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Materials

 

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Everyday materials

Use of everyday materials

Forces and magnets

States of matter

Properties and changes of materials

 

 

Distinguish between an object and the material from which it is made

Identify and name a variety of everyday materials, including wood, plastic, glass, metal, water, and rock

Describe the simple physical properties of a variety of everyday materials

Compare and group together a variety of everyday materials on the basis of their simple physical properties.

 

 

 

 

Identify and compare the suitability of a variety of everyday materials, including wood, metal, plastic, glass, brick, rock, paper and cardboard for particular uses

Find out how the shapes of solid objects made from some materials can be changed by squashing, bending, twisting and stretching.

 

 

Compare how things move on different surfaces

Notice that some forces need contact between two objects, but magnetic forces can act at a distance

Observe how magnets attract or repel each other and attract some materials and not others

Compare and group together a variety of everyday materials on the basis of whether they are attracted to a magnet, and identify some magnetic materials

Describe magnets as having two poles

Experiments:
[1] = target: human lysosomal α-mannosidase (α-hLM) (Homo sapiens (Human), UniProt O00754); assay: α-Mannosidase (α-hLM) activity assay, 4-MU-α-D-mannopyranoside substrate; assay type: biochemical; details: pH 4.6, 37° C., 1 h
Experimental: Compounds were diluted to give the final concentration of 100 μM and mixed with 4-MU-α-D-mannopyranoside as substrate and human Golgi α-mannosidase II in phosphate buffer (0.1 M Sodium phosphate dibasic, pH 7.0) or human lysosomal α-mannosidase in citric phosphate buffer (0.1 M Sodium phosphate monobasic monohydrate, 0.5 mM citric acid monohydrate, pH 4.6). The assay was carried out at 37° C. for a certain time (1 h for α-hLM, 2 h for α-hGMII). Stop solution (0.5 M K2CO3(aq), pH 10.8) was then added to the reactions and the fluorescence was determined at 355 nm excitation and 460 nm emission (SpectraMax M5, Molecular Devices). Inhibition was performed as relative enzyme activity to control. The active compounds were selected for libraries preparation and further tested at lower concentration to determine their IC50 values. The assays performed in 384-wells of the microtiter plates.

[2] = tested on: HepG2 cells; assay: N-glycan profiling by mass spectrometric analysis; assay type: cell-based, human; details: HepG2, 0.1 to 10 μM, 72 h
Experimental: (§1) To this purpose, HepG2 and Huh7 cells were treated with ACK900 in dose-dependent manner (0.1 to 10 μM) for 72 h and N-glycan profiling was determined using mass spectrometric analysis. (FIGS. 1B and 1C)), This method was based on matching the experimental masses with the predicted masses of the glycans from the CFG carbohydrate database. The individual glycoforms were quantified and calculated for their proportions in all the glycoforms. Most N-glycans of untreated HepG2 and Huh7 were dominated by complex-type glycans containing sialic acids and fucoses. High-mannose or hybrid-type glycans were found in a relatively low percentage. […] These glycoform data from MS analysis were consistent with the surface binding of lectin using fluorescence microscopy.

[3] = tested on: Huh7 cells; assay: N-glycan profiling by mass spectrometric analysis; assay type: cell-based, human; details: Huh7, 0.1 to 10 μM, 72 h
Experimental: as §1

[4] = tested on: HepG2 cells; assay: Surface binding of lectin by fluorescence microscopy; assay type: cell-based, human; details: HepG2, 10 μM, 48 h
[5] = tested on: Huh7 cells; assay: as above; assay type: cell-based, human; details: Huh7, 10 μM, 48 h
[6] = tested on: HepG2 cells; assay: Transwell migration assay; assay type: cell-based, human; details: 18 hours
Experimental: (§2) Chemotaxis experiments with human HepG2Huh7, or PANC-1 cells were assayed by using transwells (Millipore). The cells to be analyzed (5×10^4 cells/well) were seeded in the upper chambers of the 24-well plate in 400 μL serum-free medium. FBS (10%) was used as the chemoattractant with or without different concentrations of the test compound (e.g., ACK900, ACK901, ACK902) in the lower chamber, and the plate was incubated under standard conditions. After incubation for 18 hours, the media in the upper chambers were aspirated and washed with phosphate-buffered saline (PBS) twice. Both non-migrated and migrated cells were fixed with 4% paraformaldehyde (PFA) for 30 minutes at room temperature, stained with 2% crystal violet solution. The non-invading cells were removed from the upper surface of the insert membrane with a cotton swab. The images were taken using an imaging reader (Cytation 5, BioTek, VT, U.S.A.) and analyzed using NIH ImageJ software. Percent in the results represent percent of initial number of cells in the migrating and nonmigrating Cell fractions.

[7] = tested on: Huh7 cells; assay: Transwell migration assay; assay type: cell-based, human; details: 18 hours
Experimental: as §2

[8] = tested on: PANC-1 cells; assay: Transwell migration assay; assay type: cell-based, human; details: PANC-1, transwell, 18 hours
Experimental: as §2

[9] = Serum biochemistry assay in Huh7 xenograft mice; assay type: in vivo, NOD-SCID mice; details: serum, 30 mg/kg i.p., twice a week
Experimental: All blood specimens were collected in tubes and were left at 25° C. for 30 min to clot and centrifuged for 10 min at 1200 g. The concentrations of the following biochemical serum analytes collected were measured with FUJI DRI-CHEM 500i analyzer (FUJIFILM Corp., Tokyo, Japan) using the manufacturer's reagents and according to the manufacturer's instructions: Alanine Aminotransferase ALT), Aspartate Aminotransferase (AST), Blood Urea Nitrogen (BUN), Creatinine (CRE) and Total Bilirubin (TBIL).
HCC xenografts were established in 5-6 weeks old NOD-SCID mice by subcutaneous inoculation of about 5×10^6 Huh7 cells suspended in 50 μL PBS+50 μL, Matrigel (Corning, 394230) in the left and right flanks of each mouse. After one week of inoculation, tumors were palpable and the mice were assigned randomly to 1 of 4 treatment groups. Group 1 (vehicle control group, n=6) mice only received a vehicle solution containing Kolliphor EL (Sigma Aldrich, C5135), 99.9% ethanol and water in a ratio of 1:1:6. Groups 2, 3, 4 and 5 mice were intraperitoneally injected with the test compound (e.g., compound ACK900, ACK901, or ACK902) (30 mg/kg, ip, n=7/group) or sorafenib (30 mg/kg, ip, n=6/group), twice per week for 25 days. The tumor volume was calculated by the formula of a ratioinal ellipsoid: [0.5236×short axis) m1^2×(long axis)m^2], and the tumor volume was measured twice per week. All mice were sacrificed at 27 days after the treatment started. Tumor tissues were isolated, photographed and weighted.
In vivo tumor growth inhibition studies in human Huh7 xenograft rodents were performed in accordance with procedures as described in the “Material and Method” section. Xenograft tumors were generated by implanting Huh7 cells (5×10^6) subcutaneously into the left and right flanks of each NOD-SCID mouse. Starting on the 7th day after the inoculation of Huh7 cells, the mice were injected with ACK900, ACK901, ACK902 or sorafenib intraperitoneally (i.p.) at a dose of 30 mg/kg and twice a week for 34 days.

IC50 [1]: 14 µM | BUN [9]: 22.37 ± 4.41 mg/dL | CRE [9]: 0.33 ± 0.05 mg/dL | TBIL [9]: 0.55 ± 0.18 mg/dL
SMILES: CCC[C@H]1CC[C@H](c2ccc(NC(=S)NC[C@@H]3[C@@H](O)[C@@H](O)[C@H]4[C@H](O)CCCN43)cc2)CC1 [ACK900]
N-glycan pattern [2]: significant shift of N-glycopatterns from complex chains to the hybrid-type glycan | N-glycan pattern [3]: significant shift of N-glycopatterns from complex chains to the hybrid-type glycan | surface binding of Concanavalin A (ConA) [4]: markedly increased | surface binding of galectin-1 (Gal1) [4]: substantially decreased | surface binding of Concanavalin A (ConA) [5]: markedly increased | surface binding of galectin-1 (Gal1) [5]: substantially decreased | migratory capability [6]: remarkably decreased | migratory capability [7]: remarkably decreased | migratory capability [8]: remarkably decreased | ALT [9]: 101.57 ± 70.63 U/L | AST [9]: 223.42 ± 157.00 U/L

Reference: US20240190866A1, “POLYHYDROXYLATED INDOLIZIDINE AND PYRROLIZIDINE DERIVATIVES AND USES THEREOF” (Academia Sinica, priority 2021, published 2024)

Predict whether two magnets will attract or repel each other, depending on which poles are facing.

 

 

Compare and group materials together, according to whether they are solids, liquids or gases

Observe that some materials change state when they are heated or cooled, and measure or research the temperature at which this happens in degrees Celsius (°C)

Identify the part played by evaporation and condensation in the water cycle and associate the rate of evaporation with temperature.

 

 

Compare and group together everyday materials on the basis of their properties, including their hardness, solubility, transparency, conductivity (electrical and thermal), and response to magnets

Know that some materials will dissolve in liquid to form a solution, and describe how to recover a substance from a solution

Use knowledge of solids, liquids and gases to decide how mixtures might be separated, including through filtering, sieving and evaporating 

 

Give reasons, based on evidence from comparative and fair tests, for the particular uses of everyday materials, including metals, wood and plastic

Demonstrate that dissolving, mixing and changes of state are reversible changes

Explain that some changes result in the formation of new materials, and that this kind of change is not usually reversible, including changes associated with burning and the action of acid on bicarbonate of soda.

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